The opinion of the court was delivered by: PORT
Memorandum-Decision and Order
This is a review of an order of the Referee in Bankruptcy dismissing the petition of the bankrupts to enjoin Beneficial Finance Company from proceeding further with an action pending against said bankrupts in the Supreme Court of the State of New York.
The bankrupts filed separate petitions in bankruptcy and were adjudicated bankrupts on February 14, 1966. Each bankrupt scheduled Beneficial Finance as a creditor in the sum of $886.00, secured by a chattel mortgage on a 1960 Chevrolet Station Wagon of the approximate value of $400.00. Orders discharging each bankrupt were entered on May 19, 1966, no objections having been filed to the discharge of either bankrupt.
In addition to reciting the above facts, the joint petition of the bankrupts alleged that on May 26, 1966, an action in the Supreme Court of the State of New York was commenced against them; that said action is in fact an action upon a note which was a dischargeable debt; that the damages demanded in the wherefore clause seek a judgment on the same basis as would be afforded in an action on a note; that Beneficial is using a "fraud theory to circumvent, and in contravention of the legal affect of the discharges, and the dignity of this court's order"; and that unusual circumstances are created
for which bankrupts have no adequate remedy in the state courts, as a result of which they are being wrongfully subjected to undue harassment, disproportionate trouble, embarrassment and expense.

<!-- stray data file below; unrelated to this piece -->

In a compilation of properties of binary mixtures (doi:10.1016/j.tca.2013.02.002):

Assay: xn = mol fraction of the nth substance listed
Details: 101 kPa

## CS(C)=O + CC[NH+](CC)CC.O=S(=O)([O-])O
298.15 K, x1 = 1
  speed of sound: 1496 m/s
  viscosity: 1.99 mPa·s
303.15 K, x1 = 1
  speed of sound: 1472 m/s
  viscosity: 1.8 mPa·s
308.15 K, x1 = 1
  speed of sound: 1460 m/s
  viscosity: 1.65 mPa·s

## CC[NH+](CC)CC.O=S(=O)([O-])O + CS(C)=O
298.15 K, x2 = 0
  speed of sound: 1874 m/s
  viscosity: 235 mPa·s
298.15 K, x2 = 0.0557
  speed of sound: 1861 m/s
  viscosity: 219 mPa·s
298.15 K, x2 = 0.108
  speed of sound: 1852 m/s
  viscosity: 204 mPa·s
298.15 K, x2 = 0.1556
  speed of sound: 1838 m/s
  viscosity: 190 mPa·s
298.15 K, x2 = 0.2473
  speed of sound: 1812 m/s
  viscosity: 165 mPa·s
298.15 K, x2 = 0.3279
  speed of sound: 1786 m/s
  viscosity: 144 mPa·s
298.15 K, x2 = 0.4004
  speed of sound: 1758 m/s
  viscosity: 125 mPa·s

Attached to the petition is the complaint in the Supreme Court action, which incorporates as exhibits the note forming the basis of the debt listed as due Beneficial Finance and a financial statement executed by Kenneth Courbat in connection with the application for said loan. Schedule A-2 and the discharge in each case are also attached to the petition. The petition was brought on for hearing by an order to show cause, returnable before the Referee on July 26, 1966.
Upon the return of the order to show cause, the bankrupts and Beneficial Finance appeared by attorneys. On motion of Beneficial the petition was dismissed by order dated August 5, 1966. This was timely followed by a petition to this court to review the Referee's order.
The petitioners complain that the Referee erred in dismissing the petition, because he failed to specify the grounds for his action and he took such action even though Beneficial did not deny or refute the allegations in the petition before the Referee. The Referee's certificate recites that no findings of fact or conclusions of law were made because the petitioners on the hearing before him "refused to offer any evidence or proof to sustain the allegations of * * * [the] petition and relied only on the pleadings."
The complaint in the state court alleges two causes of action. The first sets forth a claim against both petitioners based upon the nonpayment of the note. The second alleges a cause of action against the petitioner Kenneth Courbat, and is clearly based on a claim of fraudulent representations. This cause of action sets forth all of the elements of a cause of action for fraud.